Marcus Aurelius on troubles

I really needed to read the following quotation this morning:

Everything that happens is as normal and expected as the spring rose or the summer fruit; this is true of sickness, death, slander, intrigue, and all the other things that delight or trouble foolish men.

Marcus Aurelius

Thinking about the trials and tribulations a Roman emperor must have gone through puts my tiny problems into a bit of perspective.

Enforced idleness

Some people think it’s the Protestant work ethic, others that it’s a genetic predisposition. Me? I think it’s to do with the highly competitive nature of western societies.

Whatever you think causes it, the inability of adults, including myself, to spend a day doing nothing is kind of problematic. It’s something I often discuss with Laura Hilliger (and she refers to it regularly in her excellent newsletter)

There’s a university in Hamburg, Germany, giving out ‘idleness grants’ for people to do absolutely nothing. Emma Beddington’s answers to the questions on the application form aren’t too different to how I’d answer:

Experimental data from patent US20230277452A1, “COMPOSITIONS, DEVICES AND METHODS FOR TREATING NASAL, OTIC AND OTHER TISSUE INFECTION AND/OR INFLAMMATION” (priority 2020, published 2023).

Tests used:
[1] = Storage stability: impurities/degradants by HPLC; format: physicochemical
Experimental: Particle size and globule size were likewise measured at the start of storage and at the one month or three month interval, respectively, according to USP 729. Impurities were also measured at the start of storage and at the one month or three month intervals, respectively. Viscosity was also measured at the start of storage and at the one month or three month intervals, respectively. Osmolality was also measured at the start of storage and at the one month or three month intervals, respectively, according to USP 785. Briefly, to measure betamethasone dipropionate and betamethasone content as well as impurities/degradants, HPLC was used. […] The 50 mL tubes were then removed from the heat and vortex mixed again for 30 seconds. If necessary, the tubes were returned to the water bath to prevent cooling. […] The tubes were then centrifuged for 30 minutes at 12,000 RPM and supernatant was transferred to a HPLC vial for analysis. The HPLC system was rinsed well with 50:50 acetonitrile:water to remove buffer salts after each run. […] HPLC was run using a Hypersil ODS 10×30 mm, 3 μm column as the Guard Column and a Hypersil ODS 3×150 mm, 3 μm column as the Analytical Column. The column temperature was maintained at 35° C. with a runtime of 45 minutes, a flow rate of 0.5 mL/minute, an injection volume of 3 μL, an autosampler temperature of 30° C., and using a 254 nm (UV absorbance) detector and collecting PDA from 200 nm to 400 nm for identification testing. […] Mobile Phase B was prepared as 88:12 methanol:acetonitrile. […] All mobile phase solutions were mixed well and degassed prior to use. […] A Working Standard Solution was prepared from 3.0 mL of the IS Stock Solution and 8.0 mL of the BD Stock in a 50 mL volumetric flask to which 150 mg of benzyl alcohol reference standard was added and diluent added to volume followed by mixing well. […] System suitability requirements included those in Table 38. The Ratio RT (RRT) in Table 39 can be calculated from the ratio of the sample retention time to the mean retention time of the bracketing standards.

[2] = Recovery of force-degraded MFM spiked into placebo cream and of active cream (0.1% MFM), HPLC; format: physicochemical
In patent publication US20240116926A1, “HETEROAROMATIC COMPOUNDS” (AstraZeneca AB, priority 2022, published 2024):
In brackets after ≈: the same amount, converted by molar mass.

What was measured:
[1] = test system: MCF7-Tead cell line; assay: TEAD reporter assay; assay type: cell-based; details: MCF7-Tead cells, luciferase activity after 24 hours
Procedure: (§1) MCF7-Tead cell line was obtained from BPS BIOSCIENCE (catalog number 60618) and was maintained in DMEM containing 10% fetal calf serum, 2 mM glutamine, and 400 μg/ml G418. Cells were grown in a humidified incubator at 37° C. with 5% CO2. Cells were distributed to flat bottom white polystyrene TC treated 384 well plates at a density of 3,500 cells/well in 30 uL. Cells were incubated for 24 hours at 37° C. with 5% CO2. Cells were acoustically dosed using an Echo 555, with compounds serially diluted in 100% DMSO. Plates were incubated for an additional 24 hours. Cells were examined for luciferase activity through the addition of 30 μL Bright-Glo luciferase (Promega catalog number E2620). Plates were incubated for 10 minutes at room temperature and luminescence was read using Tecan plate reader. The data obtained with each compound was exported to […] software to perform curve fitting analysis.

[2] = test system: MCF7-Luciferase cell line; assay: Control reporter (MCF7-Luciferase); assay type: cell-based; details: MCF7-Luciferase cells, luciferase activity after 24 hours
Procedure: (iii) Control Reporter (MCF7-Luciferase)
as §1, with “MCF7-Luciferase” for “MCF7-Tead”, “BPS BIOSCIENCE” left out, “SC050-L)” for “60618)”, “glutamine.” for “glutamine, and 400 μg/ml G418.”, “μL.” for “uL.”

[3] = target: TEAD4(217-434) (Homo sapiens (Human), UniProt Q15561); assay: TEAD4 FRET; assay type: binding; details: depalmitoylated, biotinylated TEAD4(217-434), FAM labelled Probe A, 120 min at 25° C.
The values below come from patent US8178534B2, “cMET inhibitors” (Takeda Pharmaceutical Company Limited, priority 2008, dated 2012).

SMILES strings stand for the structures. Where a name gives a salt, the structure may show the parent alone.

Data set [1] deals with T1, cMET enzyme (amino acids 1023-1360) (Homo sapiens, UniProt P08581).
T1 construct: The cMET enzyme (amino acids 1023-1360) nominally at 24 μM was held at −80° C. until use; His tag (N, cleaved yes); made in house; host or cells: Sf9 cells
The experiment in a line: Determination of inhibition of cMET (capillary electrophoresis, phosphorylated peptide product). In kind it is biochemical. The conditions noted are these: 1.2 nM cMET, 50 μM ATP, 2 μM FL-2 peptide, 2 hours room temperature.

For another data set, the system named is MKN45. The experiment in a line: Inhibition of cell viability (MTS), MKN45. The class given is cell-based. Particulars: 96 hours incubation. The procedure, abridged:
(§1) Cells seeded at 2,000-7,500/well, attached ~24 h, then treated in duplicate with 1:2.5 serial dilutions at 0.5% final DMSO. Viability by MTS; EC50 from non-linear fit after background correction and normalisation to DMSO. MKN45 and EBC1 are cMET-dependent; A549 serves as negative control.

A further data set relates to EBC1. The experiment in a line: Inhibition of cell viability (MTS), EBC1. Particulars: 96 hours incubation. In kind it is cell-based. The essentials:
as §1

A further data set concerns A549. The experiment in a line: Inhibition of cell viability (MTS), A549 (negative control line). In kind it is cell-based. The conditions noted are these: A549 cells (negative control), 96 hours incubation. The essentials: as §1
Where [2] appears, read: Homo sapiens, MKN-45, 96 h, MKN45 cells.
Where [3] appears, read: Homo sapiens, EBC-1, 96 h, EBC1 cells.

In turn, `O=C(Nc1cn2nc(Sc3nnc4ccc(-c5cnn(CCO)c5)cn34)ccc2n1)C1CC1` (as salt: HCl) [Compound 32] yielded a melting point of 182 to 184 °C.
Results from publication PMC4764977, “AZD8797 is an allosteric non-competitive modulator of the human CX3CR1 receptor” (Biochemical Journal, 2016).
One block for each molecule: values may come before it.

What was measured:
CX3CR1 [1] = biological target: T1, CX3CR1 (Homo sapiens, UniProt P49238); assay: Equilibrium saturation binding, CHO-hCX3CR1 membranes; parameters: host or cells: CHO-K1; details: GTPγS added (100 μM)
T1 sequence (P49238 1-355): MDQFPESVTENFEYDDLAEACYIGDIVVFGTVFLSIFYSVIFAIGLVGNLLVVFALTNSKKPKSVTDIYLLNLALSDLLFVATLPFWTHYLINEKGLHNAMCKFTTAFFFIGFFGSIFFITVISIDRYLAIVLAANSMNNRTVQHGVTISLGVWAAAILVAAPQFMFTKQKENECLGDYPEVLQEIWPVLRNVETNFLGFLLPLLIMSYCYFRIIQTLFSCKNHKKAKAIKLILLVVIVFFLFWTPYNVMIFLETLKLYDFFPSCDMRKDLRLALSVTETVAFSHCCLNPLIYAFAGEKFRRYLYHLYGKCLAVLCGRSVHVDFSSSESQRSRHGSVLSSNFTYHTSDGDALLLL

What do you not want to do? I want not to compare my achievements, or lack of them, with others’. If successful, for the duration of my idleness grant I will crush the exhausting running mental commentary that points out what those with energy, drive and ambition are achieving and enumerates my inadequacies. When one or other of my nemeses tweets the dread phrase “some personal news” (always the precursor to an announcement of professional glory), I will not feel bad, because I will have accepted that “being quite lazy” has inherent merit in 2020.

Emma Beddington, Doing nothing is so easy for me. But how to feel good about it? (The Guardian)

It’s always possible to do more and be more, but sometimes it’s important to just spend time being who you already are.

What is above knows what is below, what is below does not know what is above